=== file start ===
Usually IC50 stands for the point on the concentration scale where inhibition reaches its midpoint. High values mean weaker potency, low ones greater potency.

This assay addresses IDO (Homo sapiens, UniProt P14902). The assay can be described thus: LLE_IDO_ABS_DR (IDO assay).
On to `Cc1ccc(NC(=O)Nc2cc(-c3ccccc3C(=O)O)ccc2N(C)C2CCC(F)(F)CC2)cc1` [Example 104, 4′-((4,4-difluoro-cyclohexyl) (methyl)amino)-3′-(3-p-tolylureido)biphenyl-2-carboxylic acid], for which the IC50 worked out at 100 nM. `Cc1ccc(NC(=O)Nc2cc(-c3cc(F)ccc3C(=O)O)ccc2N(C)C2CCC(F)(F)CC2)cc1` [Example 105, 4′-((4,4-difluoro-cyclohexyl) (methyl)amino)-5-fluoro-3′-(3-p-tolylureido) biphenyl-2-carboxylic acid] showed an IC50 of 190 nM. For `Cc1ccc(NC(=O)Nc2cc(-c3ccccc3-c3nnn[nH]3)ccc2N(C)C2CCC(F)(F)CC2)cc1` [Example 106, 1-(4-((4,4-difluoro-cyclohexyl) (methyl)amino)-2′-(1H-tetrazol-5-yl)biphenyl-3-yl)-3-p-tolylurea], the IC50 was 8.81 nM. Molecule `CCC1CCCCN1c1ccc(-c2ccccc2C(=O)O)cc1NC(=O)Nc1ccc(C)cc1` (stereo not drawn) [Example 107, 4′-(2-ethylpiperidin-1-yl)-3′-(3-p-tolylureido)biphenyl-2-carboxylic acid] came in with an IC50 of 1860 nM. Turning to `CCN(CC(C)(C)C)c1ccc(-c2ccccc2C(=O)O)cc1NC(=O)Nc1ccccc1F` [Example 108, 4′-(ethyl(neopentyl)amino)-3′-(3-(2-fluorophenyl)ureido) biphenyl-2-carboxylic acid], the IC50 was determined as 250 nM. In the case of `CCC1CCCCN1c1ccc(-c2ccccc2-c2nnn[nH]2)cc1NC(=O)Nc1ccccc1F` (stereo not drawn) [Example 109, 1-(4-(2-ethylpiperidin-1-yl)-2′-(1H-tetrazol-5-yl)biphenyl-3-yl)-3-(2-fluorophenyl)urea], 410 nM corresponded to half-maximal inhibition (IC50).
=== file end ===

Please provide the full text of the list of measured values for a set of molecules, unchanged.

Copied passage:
Usually IC50 stands for the point on the concentration scale where inhibition reaches its midpoint. High values mean weaker potency, low ones greater potency.

This assay addresses IDO (Homo sapiens, UniProt P14902). The assay can be described thus: LLE_IDO_ABS_DR (IDO assay).
On to `Cc1ccc(NC(=O)Nc2cc(-c3ccccc3C(=O)O)ccc2N(C)C2CCC(F)(F)CC2)cc1` [Example 104, 4′-((4,4-difluoro-cyclohexyl) (methyl)amino)-3′-(3-p-tolylureido)biphenyl-2-carboxylic acid], for which the IC50 worked out at 100 nM. `Cc1ccc(NC(=O)Nc2cc(-c3cc(F)ccc3C(=O)O)ccc2N(C)C2CCC(F)(F)CC2)cc1` [Example 105, 4′-((4,4-difluoro-cyclohexyl) (methyl)amino)-5-fluoro-3′-(3-p-tolylureido) biphenyl-2-carboxylic acid] showed an IC50 of 190 nM. For `Cc1ccc(NC(=O)Nc2cc(-c3ccccc3-c3nnn[nH]3)ccc2N(C)C2CCC(F)(F)CC2)cc1` [Example 106, 1-(4-((4,4-difluoro-cyclohexyl) (methyl)amino)-2′-(1H-tetrazol-5-yl)biphenyl-3-yl)-3-p-tolylurea], the IC50 was 8.81 nM. Molecule `CCC1CCCCN1c1ccc(-c2ccccc2C(=O)O)cc1NC(=O)Nc1ccc(C)cc1` (stereo not drawn) [Example 107, 4′-(2-ethylpiperidin-1-yl)-3′-(3-p-tolylureido)biphenyl-2-carboxylic acid] came in with an IC50 of 1860 nM. Turning to `CCN(CC(C)(C)C)c1ccc(-c2ccccc2C(=O)O)cc1NC(=O)Nc1ccccc1F` [Example 108, 4′-(ethyl(neopentyl)amino)-3′-(3-(2-fluorophenyl)ureido) biphenyl-2-carboxylic acid], the IC50 was determined as 250 nM. In the case of `CCC1CCCCN1c1ccc(-c2ccccc2-c2nnn[nH]2)cc1NC(=O)Nc1ccccc1F` (stereo not drawn) [Example 109, 1-(4-(2-ethylpiperidin-1-yl)-2′-(1H-tetrazol-5-yl)biphenyl-3-yl)-3-(2-fluorophenyl)urea], 410 nM corresponded to half-maximal inhibition (IC50).